The structure of BPSL1549, a 23 kDa protein of unknown function, was determined at 1.04 Å resolution (Table S1, Fig. S1A). The fold consists of a sandwich of two curved mixed beta sheets decorated on the outside by alpha helices and loops (Fig 1A) and was similar to the catalytic domain of E. coli cytotoxic necrotizing factor 1 (CNF1-C) (4). Eleven strands of the BPSL1549 beta sandwich have identical sequence order and direction to those of CNF1-C, with an rmsd of 3.9 Å for 170 superposed α-carbon atoms (Fig. 1B). However, on the peripheries of the structures there are differences in both the extensions to the β-strands and the helices and loops, with only one helix in common.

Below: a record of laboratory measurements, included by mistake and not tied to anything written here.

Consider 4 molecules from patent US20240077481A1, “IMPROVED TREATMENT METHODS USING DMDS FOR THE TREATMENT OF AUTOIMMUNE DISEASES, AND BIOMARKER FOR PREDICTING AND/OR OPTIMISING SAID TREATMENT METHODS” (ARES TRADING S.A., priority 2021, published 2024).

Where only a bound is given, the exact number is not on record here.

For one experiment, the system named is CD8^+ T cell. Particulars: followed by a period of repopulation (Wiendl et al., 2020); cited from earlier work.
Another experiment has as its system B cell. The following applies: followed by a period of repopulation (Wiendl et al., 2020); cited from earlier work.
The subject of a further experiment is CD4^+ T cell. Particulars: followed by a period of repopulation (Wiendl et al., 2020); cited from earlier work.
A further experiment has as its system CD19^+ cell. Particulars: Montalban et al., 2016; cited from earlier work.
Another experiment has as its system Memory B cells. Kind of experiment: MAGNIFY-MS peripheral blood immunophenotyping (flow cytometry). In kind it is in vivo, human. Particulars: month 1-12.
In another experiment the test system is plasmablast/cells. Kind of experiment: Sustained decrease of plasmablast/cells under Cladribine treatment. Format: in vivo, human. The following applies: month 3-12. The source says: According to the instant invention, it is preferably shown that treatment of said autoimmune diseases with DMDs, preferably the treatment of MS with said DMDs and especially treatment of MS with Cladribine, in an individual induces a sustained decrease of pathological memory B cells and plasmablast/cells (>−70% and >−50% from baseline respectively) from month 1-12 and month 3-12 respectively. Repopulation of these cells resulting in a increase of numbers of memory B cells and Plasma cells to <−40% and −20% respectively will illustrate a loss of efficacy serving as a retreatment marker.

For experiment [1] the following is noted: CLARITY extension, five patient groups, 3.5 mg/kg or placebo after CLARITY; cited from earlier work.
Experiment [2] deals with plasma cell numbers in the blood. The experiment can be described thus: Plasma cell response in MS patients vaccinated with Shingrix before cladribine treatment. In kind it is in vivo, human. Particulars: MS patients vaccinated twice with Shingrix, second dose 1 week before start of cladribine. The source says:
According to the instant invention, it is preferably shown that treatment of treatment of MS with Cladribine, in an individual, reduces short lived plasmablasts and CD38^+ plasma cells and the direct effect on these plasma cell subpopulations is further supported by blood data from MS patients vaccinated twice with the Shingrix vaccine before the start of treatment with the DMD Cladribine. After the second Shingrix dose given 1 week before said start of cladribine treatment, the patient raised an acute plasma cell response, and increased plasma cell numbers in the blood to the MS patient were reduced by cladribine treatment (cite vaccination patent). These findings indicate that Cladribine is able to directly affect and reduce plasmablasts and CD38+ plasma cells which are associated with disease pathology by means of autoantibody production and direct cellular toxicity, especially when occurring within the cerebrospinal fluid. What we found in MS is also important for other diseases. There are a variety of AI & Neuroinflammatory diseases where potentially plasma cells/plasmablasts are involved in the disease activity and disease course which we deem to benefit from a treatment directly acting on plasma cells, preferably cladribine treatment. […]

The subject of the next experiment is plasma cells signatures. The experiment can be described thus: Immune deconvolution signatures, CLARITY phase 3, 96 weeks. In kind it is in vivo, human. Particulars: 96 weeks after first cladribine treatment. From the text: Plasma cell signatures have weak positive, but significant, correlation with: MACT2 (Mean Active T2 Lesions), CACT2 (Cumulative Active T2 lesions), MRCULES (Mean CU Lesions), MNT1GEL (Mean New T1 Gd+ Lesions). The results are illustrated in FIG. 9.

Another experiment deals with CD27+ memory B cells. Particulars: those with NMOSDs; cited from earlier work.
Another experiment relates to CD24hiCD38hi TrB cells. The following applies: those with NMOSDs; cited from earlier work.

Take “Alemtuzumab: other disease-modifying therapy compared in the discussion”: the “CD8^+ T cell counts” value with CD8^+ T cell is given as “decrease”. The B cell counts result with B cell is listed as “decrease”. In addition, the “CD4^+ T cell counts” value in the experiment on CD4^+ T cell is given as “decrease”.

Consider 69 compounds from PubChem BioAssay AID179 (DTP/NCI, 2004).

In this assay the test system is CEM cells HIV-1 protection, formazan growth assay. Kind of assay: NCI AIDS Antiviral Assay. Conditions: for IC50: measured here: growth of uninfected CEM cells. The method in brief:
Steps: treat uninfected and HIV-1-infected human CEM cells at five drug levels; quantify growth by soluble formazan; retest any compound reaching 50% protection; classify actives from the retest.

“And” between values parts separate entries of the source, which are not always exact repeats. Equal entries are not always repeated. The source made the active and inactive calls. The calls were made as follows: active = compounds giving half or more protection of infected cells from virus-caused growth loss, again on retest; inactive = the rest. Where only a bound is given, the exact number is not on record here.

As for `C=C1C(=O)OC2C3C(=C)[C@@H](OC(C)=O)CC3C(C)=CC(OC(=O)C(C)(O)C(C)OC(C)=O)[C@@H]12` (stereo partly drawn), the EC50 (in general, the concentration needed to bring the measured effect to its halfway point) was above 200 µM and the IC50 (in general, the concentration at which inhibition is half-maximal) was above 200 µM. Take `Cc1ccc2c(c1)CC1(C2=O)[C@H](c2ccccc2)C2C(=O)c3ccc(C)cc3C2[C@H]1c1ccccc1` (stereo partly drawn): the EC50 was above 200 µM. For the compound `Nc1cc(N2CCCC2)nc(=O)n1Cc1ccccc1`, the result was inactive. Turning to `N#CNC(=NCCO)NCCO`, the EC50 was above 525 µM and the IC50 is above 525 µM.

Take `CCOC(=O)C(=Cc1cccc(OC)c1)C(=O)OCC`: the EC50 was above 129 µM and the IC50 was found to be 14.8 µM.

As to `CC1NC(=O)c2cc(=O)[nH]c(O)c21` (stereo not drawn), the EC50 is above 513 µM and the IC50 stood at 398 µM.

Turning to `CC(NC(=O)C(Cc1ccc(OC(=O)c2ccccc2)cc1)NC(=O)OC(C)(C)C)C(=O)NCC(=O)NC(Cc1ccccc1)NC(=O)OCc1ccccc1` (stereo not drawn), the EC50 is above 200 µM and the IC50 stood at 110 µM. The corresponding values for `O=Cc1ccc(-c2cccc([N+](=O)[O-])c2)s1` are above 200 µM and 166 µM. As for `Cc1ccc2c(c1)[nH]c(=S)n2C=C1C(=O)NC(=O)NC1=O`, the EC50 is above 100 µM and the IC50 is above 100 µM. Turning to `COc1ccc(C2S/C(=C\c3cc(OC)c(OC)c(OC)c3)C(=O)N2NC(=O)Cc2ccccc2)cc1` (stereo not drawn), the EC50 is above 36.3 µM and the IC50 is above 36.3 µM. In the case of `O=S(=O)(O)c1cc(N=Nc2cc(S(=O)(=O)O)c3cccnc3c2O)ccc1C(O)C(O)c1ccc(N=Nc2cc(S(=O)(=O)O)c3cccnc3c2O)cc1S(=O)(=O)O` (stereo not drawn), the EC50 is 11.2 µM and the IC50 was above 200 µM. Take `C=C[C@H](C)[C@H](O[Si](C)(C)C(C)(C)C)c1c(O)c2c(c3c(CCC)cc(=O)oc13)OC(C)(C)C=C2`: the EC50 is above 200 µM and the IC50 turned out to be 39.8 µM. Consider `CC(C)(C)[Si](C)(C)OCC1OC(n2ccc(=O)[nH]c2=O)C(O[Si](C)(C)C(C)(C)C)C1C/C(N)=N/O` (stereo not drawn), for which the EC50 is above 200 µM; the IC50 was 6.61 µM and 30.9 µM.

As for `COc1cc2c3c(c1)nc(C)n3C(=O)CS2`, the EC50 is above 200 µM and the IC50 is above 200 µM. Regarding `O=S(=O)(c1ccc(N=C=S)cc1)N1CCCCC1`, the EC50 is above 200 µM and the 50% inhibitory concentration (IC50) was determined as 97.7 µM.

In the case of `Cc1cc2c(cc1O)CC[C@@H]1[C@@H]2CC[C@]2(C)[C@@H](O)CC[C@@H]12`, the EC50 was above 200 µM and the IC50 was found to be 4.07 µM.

Fig. 1
Structural analysis of BPSL1549

CNF1-C inactivates Rho GTPases by deamidation of a glutamine necessary for GTPase hydrolysis, thereby affecting actin cytoskeleton assembly (5). CNF1-C and BPSL1549 showed virtually no sequence identity, except at the active sites where the LSGC motif of CNF1-C was conserved in BPSL1549 (Fig. S1B,C). The cysteine of this motif, Cys866/Cys94 in CNF1-C and BPSL1549, respectively, is the crucial nucleophile in the CNF1-C catalytic triad responsible for deamidase activity (4). His881, the second component of the CNF1-C triad was present in BPSL1549 (as His106) and superposed well (Fig. 1C). In CNF1-C the third component of the triad is a main chain carbonyl, but in BPSL1549 the OG1 of Thr88 hydrogen bonds to the histidine. A structurally conserved tyrosine (Tyr164 in BPSL1549, Tyr962 in CNF1-C) hydrogen bonds to the main chain carbonyl of the catalytic cysteine (Fig. 1C).